Monday, December 29, 2014

Nature Abhors a...

I always face the upcoming end of the year with a sense of impending dread, since it not only means that time's gone by faster than I anticipated, it means that I have to start preparing the place for the annual New Year's gathering.  In addition to preparing food for the guests and rearranging the furniture to make room, there's one aspect of preparation I never quite look forward to - cleaning up.

I'm the kind of person who is best motivated by total deadline pressure, and am content to leave stuff lying around where I know exactly where everything is.  Any disruption to this chaotic natural order is an assault on my memory banks.  If it weren't for this annual ritual, I'd never bother cleaning up in the first place.  I also prefer to clean up when there's ample evidence of doing so.  Cleaning is much more motivating when you can clear away entire carpets of dust away, compared to compulsively brushing every day, and never seeing the difference.

Despite being somewhat lax in these chores, I'm not exactly someone who takes cleaning criticism lightly. When it was pointed out that I was just doing token cleaning off surface areas (which everybody sees) instead of going for the hidden underlying belly of surfaces (which everybody ignores), I got all agitated, and started doing a more exaggerated thorough job by going up the walls of furniture, sucking up every square inch available.  Shortly into my misguided zeal, I quickly noticed something missing - the knob off the halogen light switch.

I was later told that the lamp pole wasn't a surface normally vacuumed off.  I countered saying I was trying to be thorough.  In any case, while the switch was being fished out of the vacuum bag, I was given permission to take care of some personal time-sensitive material, which was why I was so harried.  When I had started this vacuuming business, my mother left, expecting the job to be done when she came back.  About an hour later, my business was concluded, the lightswitch handle was put back in its proper place, and I could continue with the delayed task.  At that very moment, guess who came through the door?  By all accounts, it looked like I'd been obsessively sucking up dirt from the same corner I was in upon her departure.  In her own words, it was as if she`d never left.

Tuesday, December 23, 2014

Peter Pan's Christmas Story

While browsing the numerous online newspaper archives, I came across a long-forgotten tradition from 1960 staring Disney characters updated daily, from November 28 to December 24.

And already, we're veering into Scrooge territory with Captain Hook going into full venting mode.  Bah Humbug!

If he were a more scurrilous man, he would take this opportunity to steal the numerous gifts to children, then sell them back at a discount rate.  Taking free presents and making money off them.  It's a lose-win scenario!

We're missing November 30th, so we don't get to see anymore of Captain Hook's ranting, which may be an exercise in redundancy or a loss of scenery chewing.  Your choice.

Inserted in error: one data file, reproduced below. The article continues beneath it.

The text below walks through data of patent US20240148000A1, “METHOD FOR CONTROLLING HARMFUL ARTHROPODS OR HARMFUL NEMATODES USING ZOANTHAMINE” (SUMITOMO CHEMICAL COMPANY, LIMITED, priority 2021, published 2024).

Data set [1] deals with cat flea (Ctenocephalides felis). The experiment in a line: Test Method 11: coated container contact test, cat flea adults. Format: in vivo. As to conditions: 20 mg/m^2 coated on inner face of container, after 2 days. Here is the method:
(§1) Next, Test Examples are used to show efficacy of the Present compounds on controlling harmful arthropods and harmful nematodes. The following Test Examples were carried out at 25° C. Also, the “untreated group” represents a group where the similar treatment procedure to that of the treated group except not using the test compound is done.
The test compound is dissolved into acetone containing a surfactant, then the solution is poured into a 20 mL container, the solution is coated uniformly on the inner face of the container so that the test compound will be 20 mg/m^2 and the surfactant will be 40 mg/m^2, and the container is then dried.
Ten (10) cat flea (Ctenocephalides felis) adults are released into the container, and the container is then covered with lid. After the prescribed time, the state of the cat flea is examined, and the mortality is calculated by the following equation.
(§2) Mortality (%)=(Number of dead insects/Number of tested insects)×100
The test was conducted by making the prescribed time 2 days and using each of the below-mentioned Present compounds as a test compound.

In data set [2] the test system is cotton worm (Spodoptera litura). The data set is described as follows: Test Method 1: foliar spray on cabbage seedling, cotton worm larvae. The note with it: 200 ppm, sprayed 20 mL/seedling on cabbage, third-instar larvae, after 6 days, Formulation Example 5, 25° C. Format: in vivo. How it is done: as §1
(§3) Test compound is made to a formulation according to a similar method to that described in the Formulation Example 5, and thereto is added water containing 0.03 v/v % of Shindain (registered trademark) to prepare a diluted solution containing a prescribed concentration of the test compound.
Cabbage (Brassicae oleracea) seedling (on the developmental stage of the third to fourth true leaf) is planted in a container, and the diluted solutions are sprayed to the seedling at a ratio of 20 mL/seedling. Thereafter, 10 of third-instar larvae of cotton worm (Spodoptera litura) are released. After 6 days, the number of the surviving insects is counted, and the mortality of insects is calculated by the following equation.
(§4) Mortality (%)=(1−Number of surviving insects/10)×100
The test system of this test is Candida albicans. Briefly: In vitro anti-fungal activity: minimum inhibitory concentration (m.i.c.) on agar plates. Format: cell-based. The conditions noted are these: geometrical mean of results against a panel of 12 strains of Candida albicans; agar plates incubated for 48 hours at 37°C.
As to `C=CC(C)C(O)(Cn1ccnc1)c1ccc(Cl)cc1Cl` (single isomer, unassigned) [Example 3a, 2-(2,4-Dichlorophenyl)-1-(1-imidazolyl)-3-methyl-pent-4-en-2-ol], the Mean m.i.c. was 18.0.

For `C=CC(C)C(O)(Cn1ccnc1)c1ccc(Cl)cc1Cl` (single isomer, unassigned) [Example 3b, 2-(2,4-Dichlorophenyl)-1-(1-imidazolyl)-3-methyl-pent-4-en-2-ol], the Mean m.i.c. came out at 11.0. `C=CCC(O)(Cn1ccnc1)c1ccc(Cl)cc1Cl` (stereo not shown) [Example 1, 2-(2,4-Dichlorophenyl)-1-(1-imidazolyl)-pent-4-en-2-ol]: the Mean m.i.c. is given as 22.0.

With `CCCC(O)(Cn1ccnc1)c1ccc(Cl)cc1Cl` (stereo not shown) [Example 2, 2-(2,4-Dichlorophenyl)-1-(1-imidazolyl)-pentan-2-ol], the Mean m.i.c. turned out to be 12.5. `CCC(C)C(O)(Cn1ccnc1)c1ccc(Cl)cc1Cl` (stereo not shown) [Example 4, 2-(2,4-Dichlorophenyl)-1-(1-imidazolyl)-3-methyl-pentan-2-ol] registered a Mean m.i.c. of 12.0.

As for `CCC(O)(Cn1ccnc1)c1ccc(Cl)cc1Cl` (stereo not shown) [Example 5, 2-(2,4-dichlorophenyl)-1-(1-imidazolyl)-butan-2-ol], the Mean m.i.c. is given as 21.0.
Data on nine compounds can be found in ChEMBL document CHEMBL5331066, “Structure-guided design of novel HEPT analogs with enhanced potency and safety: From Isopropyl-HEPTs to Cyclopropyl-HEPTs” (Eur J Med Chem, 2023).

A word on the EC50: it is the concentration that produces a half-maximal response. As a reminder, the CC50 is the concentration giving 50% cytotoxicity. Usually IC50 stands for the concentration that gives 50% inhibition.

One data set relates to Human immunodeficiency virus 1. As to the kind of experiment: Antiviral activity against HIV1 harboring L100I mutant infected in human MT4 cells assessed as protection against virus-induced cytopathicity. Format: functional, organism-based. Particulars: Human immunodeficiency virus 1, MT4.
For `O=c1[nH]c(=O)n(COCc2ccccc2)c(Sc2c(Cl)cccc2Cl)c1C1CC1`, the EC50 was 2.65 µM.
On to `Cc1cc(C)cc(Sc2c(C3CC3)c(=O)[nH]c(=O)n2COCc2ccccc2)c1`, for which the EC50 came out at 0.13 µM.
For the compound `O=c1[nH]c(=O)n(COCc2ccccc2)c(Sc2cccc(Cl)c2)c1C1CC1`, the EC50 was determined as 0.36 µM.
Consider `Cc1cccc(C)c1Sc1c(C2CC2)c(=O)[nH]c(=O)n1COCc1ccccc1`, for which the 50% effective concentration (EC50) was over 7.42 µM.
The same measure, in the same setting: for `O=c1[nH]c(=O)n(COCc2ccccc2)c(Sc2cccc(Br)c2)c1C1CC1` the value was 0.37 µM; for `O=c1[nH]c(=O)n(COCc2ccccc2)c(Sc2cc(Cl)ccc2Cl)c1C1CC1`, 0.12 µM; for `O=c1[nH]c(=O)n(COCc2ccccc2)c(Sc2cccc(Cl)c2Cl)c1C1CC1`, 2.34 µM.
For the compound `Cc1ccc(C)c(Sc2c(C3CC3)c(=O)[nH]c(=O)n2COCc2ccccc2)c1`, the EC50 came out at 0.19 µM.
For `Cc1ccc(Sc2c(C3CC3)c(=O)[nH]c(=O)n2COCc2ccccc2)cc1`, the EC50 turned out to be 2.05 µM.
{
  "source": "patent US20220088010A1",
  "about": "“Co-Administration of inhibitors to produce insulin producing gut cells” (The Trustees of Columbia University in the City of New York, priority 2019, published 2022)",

Then, Captain Hook got an idea.  He had a wonderful awful idea.

Yes, what'll he do?  Please let us in the audience know so a certain hidden pixie can eavesdrop on all your scoundrelous plans.

Now, Tinkerbell could've simply solved this dilemma on her own, but since her name's not on the title, she'll have to delegate it to somebody else with more star power.  She wouldn't get the chance at a staring role until 50 years later.

We're also missing December 4th, but despite this gap in the story, we're not missing out on the larger plot.

A Present for Santa?  Well, unless it's the Ghost of Christmas Present (Who's somewhat of a Santa figure himself), this plan doesn't seem especially dastardly so far.

Yes, because a gift from Captain Hook would be considered more suspicious than from his right-hand man.

Somewhat disappointingly, Captain Hook resorts to repeating the tactic of planting a bomb disguised as a gift instead of poisoned milk.  (The play used poisoned medicine).  After all, if one dastardly plan failed the first time, surely it'll have a higher degree of success the second time, no?

Of course, there's the question of delivery.  How does Captain Hook intend to have Mr. Smee give his explosive gift to Santa in the first place?  By air mail apparently.

Seems Neverland is just a stone's throw from the North Pole.  In the world of adults, their solution to flying involves using gunpowder instead of fairy powder.  It makes perfect sense!  Too bad it only works in one direction, which explains why they don't use this method much.

Amazingly enough, Smee survives from being shot out of a cannon.  He should enjoy his euphoria while it lasts, since he won't enjoy it for very long.  Assuming Smee survives the fall, but fails to deliver the gift on time, he'll have to face Captain Hook's wrath of "slitting his gizzard", which isn't an unusual euphemism to mistake for anything other than misery.

Silly Smee.  You should've known that by the time you willing (or unwillingly) climbed into that cannon, you were basically going on a suicide mission.  Personally, I'd be more worried about the landing, considering you've been blasted off with great force.  However, that doesn't seem to be much cause for concern...